Overdrawn melodrama: Uses cliche tropes to retell the same story

Riley Garand, Staff Writer

Netflix’s original movie, “Extremely Wicked, Shockingly Evil and Vile,” is about the notorious American serial killer, Ted Bundy (Zac Efron), is extremely boring, shockingly long and sad, yet I surprisingly don’t hate it.

For those who don’t know who Ted Bundy was, here are the basics. Bundy was a well dressed, handsome, middle aged man. Between 1974 and 1978 Bundy killed and sexually assaulted dozens of young woman across the U.S. After being put on death row, he confessed to 28 murders, but hundreds more were suspected up until his execution in 1989 and into today.

“Extremely Wicked, Shockingly Evil and Vile” takes the Ted Bundy story and tells it through the perspective of Elizabeth Kloepfer (Lily Collins), Bundy’s longtime girlfriend. The movie can be described as a scripted drama because despite  the true aspects of the movie, some aspects of it are overdramatized. It takes place from the 1960’s through the 1980’s, giving a timeline of Bundy’s killings and how he maintained his innocence up to his ultimate confession of the crimes as he faced execution. Viewers see how Kloepfer deals with the events, trials and scrutiny surrounding Bundy.

Oscar-nominated director, Joe Berlinger’s film is a depressing drama and proves that the actors can do everything right just to lose all of their energy with a boring perspective and boring writing. It had many opportunities with an interesting (and true!) storyline to work with. I would have liked a movie with either Bundy’s perspective rather than Kloephers or the perspective of Bundy’s victims and or survivors.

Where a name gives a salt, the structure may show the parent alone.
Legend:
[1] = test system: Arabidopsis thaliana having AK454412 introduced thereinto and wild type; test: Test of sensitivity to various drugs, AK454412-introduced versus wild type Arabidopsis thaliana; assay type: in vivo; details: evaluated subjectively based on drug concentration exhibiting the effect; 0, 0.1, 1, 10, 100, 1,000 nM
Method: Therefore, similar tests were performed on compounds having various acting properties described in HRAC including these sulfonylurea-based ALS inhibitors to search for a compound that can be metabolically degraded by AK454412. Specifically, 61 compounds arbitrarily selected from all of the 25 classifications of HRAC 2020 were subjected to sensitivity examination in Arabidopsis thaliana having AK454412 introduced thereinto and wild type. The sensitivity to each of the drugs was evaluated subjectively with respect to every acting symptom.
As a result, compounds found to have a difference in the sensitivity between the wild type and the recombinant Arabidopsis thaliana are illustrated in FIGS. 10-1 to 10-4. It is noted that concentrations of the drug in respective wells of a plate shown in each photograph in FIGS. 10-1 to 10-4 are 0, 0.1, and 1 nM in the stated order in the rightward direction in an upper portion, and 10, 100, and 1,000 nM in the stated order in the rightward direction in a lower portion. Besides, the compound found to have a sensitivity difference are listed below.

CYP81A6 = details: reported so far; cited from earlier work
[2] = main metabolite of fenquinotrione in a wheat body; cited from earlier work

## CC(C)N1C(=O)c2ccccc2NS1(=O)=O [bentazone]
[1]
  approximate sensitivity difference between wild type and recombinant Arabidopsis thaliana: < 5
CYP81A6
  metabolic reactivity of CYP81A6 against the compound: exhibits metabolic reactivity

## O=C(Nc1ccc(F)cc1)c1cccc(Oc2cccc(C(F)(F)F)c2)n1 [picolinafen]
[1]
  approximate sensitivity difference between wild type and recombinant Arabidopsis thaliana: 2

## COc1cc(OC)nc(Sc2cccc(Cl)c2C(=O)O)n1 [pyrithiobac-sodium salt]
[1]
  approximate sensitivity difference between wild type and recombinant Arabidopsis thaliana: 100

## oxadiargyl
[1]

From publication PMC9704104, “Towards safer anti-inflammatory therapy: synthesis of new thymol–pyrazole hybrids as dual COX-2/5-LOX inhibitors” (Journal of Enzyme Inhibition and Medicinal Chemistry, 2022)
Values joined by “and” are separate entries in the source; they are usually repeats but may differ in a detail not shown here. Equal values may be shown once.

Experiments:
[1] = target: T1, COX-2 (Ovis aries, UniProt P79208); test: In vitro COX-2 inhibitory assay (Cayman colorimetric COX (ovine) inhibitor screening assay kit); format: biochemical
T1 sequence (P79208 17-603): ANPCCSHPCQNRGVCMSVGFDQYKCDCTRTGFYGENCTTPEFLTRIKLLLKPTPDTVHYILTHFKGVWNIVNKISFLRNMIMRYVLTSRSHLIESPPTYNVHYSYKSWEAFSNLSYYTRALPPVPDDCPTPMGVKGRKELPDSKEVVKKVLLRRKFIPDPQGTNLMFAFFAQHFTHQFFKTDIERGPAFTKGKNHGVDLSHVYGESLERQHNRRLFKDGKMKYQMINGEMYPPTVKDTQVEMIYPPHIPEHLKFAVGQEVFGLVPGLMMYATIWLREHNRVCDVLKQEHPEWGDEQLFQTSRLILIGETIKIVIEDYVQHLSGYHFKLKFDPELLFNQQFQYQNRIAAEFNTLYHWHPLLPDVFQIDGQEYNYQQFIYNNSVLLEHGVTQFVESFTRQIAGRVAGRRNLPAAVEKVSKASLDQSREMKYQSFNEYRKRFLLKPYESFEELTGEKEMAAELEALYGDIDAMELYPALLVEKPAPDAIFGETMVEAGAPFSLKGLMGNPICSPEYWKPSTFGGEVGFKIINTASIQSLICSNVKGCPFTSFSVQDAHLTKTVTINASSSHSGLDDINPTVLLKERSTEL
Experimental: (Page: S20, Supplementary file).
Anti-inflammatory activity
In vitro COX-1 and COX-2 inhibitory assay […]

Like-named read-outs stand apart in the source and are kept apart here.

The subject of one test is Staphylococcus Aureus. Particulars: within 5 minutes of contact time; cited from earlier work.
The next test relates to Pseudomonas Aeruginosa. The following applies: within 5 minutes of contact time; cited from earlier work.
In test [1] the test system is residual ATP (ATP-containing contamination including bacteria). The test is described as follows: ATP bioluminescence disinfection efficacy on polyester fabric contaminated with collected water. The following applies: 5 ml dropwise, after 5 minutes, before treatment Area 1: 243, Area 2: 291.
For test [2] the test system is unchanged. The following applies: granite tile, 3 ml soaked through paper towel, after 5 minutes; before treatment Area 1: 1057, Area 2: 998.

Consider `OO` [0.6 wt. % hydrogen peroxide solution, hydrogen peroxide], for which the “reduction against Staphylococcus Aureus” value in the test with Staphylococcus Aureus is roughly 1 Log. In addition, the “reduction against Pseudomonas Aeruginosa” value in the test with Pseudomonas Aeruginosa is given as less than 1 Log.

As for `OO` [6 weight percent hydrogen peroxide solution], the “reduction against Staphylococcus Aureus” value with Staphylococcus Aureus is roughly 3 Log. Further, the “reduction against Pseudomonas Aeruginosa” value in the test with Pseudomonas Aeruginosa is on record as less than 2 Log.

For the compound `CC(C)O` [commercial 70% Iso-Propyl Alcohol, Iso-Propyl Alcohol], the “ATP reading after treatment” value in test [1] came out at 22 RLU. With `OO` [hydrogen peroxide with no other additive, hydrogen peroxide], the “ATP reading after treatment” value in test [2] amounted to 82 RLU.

Shining light on what Bundy’s girlfriend saw in him was a good idea but was executed poorly. Many of the events they show in the movie were ones that have been told time and time again in other adaptations of the story. It just wasn’t interesting enough seeing a sad Kloepfer crying, smoking and drinking the whole time wondering if Bundy committed the crimes. This was a mistake that killed the movie for me. If you’re looking for what it’s like to date a monster, this movie has it. Trust me, it’s not what you expect.  

Efron plays such a good Ted Bundy, it’s unsettling. Forget everything you knew about the range of this former Disney star. Efron’s “High School Musical” may be a more entertaining movie, but he truly does take Bundy and make him his own despite the terrible angle the movie takes. Although viewers may get bored as the movie goes on and on and on again, the actors save it.

From the creepy smile, charming persona and intimidating attitude, Efron knocks Bundy out of the park. Efron’s not the only standout actor in the movie. Although she mostly cries and smokes the whole time, Lily Collins also gives depth to Bundy’s girlfriend Kloepfer, even if it wasn’t that necessary. These two make the movie worth the watch.

Although taking a different jab at the Ted Bundy story is smart, the level of boring in this film takes no prisoners. If you want to watch something interesting I recommend watching the “Conversations with a Killer: The Ted Bundy Tapes,” or “The People V. OJ Simpson.” At least these true stories are told well.